In the confusion, the schizophrenic nature of American society comes to the fore. The freest country in the world finds its heart beats with a puritan pulse. All this results in the strange games of sexual semantics being played out. Sexual relations, sexual relationships, emotional attachments, what do any of these phrases really mean, and do they mean what we think they mean and does anyone apart from Newt Gingrich himself believe that oral sex with another person still allows you to claim that you are being monogamous? (By the way, where are the long passages in the Bible that discuss oral sex in detail. I sure as hell didn't learn them in my Sunday school class.)

As this whole tale proceeds I feel myself losing sympathy for those who argue that what the President does in private has been blown out of all proportion. He may of course be completely innocent, in which case I alongside many others will have to eat my copy but ... are we really saying that some abuses of power, especially ones that involve young women, are less important than other kinds of abuse of power? Everyone knows that all jobs come with certain limitations. If you want to be the President of America then you may not like those limitations, but you may have to accept them. In return you are given enormous power and privilege. Masses of ordinary people accept those limitations every day of their lives without much reward.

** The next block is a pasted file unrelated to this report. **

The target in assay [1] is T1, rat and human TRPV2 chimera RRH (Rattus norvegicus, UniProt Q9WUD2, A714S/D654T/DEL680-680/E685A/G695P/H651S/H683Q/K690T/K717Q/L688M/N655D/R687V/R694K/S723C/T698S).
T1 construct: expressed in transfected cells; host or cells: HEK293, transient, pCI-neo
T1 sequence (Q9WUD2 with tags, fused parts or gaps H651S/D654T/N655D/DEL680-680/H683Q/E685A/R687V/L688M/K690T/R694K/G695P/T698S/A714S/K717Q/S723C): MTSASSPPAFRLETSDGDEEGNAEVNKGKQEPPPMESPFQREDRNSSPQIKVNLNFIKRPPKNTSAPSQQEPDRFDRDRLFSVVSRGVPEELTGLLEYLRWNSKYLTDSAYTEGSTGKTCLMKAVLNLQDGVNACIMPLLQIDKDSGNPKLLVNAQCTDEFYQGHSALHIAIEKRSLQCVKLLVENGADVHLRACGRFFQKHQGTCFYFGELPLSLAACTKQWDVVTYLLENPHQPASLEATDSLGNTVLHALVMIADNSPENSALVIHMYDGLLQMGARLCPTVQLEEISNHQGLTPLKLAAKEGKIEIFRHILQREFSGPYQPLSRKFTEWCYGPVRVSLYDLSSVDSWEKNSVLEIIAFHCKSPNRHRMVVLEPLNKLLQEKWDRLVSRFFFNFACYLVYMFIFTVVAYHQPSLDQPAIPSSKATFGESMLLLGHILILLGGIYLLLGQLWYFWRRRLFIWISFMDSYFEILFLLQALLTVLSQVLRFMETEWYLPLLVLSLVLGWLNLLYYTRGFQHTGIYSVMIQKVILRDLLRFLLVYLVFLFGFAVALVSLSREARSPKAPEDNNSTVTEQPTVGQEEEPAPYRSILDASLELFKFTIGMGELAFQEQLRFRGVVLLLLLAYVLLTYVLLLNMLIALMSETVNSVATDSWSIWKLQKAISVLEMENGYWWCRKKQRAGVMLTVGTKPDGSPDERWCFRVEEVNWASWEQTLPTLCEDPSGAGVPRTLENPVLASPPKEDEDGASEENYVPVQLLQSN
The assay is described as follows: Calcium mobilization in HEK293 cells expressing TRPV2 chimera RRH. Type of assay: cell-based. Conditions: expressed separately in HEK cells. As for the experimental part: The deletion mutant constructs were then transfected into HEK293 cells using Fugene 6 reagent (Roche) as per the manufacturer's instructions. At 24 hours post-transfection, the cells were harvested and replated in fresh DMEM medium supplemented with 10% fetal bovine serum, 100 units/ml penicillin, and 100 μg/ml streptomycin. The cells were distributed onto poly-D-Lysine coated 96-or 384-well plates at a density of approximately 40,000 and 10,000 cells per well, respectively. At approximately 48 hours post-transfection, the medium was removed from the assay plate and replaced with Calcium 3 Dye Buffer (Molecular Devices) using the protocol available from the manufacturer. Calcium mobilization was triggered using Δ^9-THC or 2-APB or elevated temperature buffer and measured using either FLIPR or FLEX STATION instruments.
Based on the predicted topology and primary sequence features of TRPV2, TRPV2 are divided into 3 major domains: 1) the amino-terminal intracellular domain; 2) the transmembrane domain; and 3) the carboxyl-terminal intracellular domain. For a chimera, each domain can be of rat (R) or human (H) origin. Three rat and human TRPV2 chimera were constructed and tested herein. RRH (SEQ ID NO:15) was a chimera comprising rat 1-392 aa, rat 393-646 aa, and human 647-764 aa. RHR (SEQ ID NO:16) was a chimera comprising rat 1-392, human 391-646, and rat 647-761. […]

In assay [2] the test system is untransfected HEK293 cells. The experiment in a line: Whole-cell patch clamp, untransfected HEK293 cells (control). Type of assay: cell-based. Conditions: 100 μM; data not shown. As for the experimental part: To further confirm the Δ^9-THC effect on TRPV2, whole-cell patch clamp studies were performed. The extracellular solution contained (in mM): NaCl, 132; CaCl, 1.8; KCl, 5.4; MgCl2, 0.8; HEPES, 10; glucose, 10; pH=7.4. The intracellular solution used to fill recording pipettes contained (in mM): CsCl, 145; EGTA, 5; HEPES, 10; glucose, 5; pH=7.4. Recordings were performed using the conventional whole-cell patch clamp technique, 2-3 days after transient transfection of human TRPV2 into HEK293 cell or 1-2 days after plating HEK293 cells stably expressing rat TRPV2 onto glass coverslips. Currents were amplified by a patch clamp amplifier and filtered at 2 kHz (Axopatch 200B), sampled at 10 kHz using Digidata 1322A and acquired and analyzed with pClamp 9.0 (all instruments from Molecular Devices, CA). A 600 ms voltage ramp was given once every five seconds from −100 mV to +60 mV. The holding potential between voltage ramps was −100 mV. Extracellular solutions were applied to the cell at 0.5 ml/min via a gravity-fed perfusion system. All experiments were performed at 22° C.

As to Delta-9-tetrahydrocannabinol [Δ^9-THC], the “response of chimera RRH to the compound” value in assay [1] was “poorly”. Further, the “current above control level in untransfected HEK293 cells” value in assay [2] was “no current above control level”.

Politicians, of all people, can never be above the law. Their whole modus operandi involves a level of trust from the electorate and Clinton is appearing more shifty by the day. Trust will inevitably diminish. Maybe every single woman who has made allegations against him is a big-haired, big-mouthed, delusional bimbo. Maybe feminists are in a quandary about supporting Clinton because he has at least made a stand on abortion rights. But maybe, just maybe, we have to talk about character and morality and decency; not from a rabid right-wing perspective but from a human one. Is this kind of behaviour acceptable or is it not?

The grudging admiration that some obviously have for Clinton, the endless talk of his appetites, the envy that someone in his position can do whatever they like and still have a woman like Hillary stand by them is nauseating. This is not to say that Hillary is not a supreme lawyer, a tough cookie capable of convincing the nation to stand by her man.

I'm still not convinced. It is not purely Clinton's lack of judgement that is so worrying but his inefficiency. Surely it would have been possible for Clinton to organise and pay for sex without commitment if he had really waned to. Kennedy got Marilyn Monroe, Clinton gets Monica Lewinsky? Please. Surely his lack of discrimination is starting to make him look ridiculous. Are we really to believe that the boy couldn't help it?

As George Bernard Shaw once had a character in a play say, "Do you think that the things people make fools of themselves about are any less real and true than the things they behave sensibly about?" How can we begin to talk of what is real and true in the midst of all this? It's a dirty job all right but do we honestly think that anyone close to the President, even his wife, is actually going to do it?